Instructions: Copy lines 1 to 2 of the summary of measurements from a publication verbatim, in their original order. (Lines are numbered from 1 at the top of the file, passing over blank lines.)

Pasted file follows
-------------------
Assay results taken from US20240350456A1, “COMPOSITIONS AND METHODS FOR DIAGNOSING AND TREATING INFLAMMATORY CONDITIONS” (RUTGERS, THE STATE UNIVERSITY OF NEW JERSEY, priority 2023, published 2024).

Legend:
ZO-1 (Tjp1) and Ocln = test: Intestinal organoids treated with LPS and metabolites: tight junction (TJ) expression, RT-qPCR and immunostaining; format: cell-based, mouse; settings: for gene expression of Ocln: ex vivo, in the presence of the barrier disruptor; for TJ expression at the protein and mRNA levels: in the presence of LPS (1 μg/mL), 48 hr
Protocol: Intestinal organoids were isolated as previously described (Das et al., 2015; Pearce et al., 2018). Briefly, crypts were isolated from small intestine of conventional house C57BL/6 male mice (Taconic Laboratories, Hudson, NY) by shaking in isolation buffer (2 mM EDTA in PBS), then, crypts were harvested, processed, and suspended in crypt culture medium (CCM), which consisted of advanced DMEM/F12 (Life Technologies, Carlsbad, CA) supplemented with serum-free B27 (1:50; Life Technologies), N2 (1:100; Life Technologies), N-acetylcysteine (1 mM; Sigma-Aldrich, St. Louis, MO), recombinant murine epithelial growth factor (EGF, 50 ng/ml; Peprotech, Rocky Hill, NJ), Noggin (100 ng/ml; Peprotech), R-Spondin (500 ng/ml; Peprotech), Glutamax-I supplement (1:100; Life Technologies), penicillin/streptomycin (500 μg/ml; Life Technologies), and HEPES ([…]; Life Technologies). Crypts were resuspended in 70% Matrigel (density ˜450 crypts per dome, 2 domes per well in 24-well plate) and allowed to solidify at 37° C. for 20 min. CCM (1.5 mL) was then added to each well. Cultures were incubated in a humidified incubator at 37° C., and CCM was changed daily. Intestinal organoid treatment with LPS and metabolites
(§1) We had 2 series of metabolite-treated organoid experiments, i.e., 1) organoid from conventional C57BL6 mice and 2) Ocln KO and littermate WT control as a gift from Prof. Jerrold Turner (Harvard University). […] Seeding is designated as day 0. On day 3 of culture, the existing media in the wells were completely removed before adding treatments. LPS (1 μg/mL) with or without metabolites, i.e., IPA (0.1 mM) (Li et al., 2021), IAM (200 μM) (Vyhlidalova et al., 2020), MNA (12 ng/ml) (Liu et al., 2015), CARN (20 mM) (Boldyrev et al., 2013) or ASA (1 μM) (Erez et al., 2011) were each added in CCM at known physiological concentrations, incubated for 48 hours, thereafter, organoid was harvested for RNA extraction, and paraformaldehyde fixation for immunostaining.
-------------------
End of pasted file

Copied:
Assay results taken from US20240350456A1, “COMPOSITIONS AND METHODS FOR DIAGNOSING AND TREATING INFLAMMATORY CONDITIONS” (RUTGERS, THE STATE UNIVERSITY OF NEW JERSEY, priority 2023, published 2024).

Legend: